A familiar face returns for the Cottonwood Classic
The last two years the Cottonwood Classic has been different. It has nothing to do with the course or the competition, it has to do with an absence. The Yampa Valley Golf Course’s premier tournament was without one of its mainstays; Larry Seip.
“I had to miss the last two because of physical issues,” the 83-year-old Craig resident said. “I’m excited to be out there. I think it’s something like my 51st one.”
Seip is back for the 53rd tournament and it will be a welcome sign for tournament organizers and course employees in the midst of some not-so-good news.
It’s been said that bad news travels fast and good news travels slow. Course Professional, Scott Ballif, wonders if that’s the case for this year’s Classic.
“We are down 10-15 golfers from last year,” he said. “The course is in a lot better shape than last year, but maybe last year’s conditions have kept people away.”
It’s no secret that the course had issues in 2019. Yet, this year, despite water mitigation setbacks, Ballif said that maintenance director Bryan Newkirk and his crew have worked tirelessly to get the course back to the conditions it’s known for in the region.
“We’ve had pump issues and beaver issues that have made it a challenge,” he said. “They have had to go out and hand water in order to keep up, but they have done a great job.”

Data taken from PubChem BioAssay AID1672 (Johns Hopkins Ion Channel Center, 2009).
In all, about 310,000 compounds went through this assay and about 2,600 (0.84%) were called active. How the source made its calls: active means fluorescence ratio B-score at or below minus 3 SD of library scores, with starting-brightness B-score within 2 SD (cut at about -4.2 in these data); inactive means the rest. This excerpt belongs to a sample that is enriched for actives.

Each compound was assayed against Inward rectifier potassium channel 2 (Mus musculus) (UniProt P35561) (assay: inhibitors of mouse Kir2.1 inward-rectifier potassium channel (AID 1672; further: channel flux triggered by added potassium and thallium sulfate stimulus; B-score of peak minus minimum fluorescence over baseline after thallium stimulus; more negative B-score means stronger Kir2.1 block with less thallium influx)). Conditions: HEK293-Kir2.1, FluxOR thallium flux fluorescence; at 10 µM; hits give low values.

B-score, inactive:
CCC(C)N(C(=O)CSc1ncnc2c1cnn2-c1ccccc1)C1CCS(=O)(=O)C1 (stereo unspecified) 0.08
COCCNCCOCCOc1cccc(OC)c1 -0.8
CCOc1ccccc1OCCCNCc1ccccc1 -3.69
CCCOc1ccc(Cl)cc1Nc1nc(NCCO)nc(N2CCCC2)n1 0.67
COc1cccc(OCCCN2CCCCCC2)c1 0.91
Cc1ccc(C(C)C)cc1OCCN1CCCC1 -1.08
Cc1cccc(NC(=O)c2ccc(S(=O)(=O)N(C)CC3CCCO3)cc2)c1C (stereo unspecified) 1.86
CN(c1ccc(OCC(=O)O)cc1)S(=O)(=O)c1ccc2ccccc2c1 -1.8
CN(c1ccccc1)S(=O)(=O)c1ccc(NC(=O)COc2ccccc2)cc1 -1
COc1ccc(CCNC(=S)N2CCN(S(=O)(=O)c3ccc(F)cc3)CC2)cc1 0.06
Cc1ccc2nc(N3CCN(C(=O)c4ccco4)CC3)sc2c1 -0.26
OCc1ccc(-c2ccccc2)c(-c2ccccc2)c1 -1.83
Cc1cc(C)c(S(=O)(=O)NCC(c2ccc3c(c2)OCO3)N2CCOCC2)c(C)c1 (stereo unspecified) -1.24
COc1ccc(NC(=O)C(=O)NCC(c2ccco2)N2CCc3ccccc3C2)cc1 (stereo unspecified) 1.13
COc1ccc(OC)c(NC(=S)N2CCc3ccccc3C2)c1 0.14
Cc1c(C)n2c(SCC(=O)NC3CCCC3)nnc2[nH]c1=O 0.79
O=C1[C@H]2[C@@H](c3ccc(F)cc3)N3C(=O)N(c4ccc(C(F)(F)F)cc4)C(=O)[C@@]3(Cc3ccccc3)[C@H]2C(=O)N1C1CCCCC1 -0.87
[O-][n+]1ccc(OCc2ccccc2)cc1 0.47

Seip agreed with Ballif’s prognosis.
“It’s 100 times better than it was at this time last year,” he said. “It’s more like what we’ve come to expect.”
Several other factors could also play into 65 golfers registered as of Tuesday morning (registration closed Tuesday night), compared to 79 in 2019. Before that, the tournament has averaged more than 100 over its history.
For starters COVID-19 has kept some people home. The course was one of the first options for people to get out of the house for this spring and the course has made some changes. Gone are some traditional freebies provided by the course – ball washers and water coolers. Additionally, single-rider carts are offered for tournament entrants and the typical buffet-style meals will now be plated. Yet, some would-be golfers are choosing to take some time off during the safer-at-home orders.
The triple whammy is that the Rifle Creek Golf Course also planned a two-man tournament for the same weekend. The Cottonwood typically sees a strong turnout from the Western Slope I-70 corridor and an event closer to home kept somewhere around 20 golfers south, according to Ballif.
The lower turnout does not mean that there will not be golfers from all over. Ballif said there are competitors coming in from Utah, Arizona and Washington state. He said that he expected 70-80% of the field to be from outside Craig.
The golfers will tee off at 10 a.m. on Friday for the three-day event. Ballif said that he expected four flights to make up the tournament with awards happening around 4:30 p.m. on Sunday.
And as expected for 51 of the 53 tournaments, Seip will be out taking swings.
“Should be a good time with the boys as always,” he said.
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